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Standards that aren’t

Warning: Nitpicky coding discussion ahead.
The Internet (or, as our President says, the “Internets”—but at least he doesn’t claim he invented it like that sneaky Al Gore) succeeded because it was, and still is, based on open standards. The “browser wars” are over, though Microsoft’s acceptance remains grudging. Among other advantages, compliance with the standards (HTML, CSS, and now XML and its derivatives) ought to assure the authors of web pages that their documents will work in every reasonably up-to-date browser.
Would that this were true.
The list below will look the way it’s supposed to in Safari and Omniweb. The numbers at the right are in “inline” boxes the code for which is included inside the delimiters of the outline items that they correspond to. In Firefox the numbers at the right are displayed outside their “containing” boxes,
firefoxlayoutbug.png
with the result that they arrange themselves in a staircase from right to left. Getting inline display right isn’t arcane; it’s basic—part of the “box model” in CSS2. That standard is ambiguous in places, but it’s clear that inline boxes go inside their containers. (Explorer 5 does an even worse job: it sucessively indents both the right and the left margins of the list items, and fails to recognize the transparency of the boxes containing the numbers. To see what web designers have to contend with, see Tantek’s CSS Examples.)
  • Mary loves John but he doesn’t love her.
    1
  • Mary loves him but John doesn’t love her.
    2
  • ?She loves him but John doesn’t love Mary.
    3
  • *She loves John but he doesn’t love Mary.
    4
Here’s the CSS.
ul.exhibit {
margin-top: .5em;
margin-bottom: .75em;
margin-left: 2em;
margin-right: 2em;
padding-left: 1em;
padding-right: 1em;
}
ul.exhibit > li {
background-color: #f4e4dc;
padding-left: 1em;
padding-right: 1em;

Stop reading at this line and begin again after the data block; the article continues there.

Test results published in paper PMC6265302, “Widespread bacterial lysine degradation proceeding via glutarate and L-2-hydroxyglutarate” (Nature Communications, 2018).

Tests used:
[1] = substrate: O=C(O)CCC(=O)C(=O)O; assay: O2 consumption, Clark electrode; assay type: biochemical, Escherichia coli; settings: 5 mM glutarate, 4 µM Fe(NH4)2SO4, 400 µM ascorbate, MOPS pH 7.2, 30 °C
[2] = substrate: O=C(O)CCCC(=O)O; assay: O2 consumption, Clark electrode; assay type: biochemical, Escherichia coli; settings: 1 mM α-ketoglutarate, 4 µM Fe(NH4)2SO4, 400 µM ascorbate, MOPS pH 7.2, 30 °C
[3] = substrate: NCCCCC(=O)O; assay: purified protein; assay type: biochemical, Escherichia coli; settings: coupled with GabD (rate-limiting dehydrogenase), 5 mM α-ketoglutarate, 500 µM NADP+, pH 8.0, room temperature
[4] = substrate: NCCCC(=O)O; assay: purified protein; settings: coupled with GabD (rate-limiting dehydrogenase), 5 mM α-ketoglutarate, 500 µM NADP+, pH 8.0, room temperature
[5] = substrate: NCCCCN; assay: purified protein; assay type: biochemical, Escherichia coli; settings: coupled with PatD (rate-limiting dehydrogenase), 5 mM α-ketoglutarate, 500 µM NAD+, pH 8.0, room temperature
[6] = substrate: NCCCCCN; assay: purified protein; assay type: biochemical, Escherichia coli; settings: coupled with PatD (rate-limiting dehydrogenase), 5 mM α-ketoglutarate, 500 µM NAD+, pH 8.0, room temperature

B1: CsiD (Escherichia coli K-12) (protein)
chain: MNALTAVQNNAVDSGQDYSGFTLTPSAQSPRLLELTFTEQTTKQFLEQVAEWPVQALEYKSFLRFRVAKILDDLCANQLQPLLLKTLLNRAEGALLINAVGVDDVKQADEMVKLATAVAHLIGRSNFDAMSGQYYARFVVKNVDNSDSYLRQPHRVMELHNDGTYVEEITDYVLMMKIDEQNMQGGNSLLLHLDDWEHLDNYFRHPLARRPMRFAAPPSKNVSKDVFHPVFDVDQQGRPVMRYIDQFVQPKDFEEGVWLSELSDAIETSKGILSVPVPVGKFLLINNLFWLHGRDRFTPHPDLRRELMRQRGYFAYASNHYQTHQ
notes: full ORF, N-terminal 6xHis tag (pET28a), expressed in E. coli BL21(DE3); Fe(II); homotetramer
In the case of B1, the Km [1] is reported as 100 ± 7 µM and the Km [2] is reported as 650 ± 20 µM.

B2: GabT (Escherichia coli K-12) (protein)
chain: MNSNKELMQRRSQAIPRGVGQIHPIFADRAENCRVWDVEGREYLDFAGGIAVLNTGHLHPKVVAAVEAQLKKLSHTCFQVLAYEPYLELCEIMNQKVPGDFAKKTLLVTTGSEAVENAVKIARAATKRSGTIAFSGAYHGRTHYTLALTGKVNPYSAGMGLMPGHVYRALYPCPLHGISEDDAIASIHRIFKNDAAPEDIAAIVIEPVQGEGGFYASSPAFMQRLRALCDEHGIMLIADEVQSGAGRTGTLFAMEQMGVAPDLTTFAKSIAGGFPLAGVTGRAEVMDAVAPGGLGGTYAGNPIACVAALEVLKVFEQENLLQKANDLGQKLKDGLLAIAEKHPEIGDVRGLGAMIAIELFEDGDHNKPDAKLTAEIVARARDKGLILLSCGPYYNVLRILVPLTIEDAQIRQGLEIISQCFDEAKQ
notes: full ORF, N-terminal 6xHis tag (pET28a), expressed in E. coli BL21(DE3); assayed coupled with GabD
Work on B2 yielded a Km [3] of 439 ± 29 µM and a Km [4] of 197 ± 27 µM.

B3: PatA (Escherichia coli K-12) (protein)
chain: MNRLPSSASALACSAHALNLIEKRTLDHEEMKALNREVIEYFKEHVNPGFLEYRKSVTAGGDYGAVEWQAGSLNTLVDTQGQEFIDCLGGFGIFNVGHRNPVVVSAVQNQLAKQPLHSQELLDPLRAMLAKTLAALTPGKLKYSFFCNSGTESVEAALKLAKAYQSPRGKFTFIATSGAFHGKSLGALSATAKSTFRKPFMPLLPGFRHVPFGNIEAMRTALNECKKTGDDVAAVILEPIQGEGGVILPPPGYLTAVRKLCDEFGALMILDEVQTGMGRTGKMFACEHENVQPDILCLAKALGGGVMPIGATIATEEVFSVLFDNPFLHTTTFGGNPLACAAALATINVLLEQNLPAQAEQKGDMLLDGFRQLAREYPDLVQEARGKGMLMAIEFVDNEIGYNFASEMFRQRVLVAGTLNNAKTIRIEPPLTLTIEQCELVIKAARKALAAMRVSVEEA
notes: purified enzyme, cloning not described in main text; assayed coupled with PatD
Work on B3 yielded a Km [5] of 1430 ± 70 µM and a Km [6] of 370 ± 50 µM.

}
.numright {
display: inline;
float: right;
color: #bb4433;
}
.numright:before {
display: marker;
content: "(";
}
.numright:after {
display: marker;
content: ")";
}
All the browsers I test on support the :before and :afterpseudoelements”. None of them fully supports the marker options in CSS. They all ignore counters (apparently Opera 7 recognizes them).()
It’s now six years since CSS2 became a W3C standard. CSS3 is in the wings, along with other standards like XML (“extensible markup language”). But web designers can’t even take it for granted that CSS2 is fully supported. The last version of Explorer for Mac OS X is 5.2.3. From comments on this site I have learned that whoever wrote Explorer 5 did a poor job in implementing the box model. Floating boxes in particular are handled in a way different from all the other browsers I test on. I’ve just revamped the templates for this site so that it looks the same on every browser except Explorer, which perversely ignores the percentage sizes of the two columns and inserts a space between them. My advice to readers who are using Explorer 5 (): update or switch browsers. Use Safari, Firefox, Omniweb (get the beta of 5.1) or Opera, all of which handle web standards better and all of which have fewer security issues.
() The browser compliance tables at the WestCiv Stylemaster site, though not quite up to date (no Firefox, no Omniweb) give an accurate picture of improvements and remaining gaps in CSS2 support. Opera claims to support all of CSS2.1. People think that website designers don’t know what they’re doing; but no design is likely to look good over a 50% variation in font size, or in both a 240-pixel and a 960-pixel window.
() If you are forced to use Explorer 5, these pages will display more or less correctly if you decrease the Text Zoom (which is in the View menu); on the Mac, command-hyphen does the trick. Added 22 Dec 04: It looks as if there is a simple fix for Explorer 5 (thanks to Tantek): if you eliminate the optional “?xml prolog” then CSS layout has a better chance of being displayed correctly.

LinkDecember 17, 2004 in Web/Tech